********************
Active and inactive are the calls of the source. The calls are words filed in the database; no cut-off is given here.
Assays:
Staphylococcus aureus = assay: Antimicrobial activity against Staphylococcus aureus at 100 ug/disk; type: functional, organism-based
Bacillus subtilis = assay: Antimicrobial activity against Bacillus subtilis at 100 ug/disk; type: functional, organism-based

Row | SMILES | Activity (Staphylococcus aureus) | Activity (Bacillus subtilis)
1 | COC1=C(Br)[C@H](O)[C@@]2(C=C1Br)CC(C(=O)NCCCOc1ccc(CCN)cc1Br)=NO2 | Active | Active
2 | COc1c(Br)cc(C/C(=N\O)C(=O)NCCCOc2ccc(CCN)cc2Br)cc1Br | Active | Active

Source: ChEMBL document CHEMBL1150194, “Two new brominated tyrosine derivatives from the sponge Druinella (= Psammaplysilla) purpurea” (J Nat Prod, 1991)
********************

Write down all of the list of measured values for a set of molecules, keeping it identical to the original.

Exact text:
Active and inactive are the calls of the source. The calls are words filed in the database; no cut-off is given here.
Assays:
Staphylococcus aureus = assay: Antimicrobial activity against Staphylococcus aureus at 100 ug/disk; type: functional, organism-based
Bacillus subtilis = assay: Antimicrobial activity against Bacillus subtilis at 100 ug/disk; type: functional, organism-based

Row | SMILES | Activity (Staphylococcus aureus) | Activity (Bacillus subtilis)
1 | COC1=C(Br)[C@H](O)[C@@]2(C=C1Br)CC(C(=O)NCCCOc1ccc(CCN)cc1Br)=NO2 | Active | Active
2 | COc1c(Br)cc(C/C(=N\O)C(=O)NCCCOc2ccc(CCN)cc2Br)cc1Br | Active | Active

Source: ChEMBL document CHEMBL1150194, “Two new brominated tyrosine derivatives from the sponge Druinella (= Psammaplysilla) purpurea” (J Nat Prod, 1991)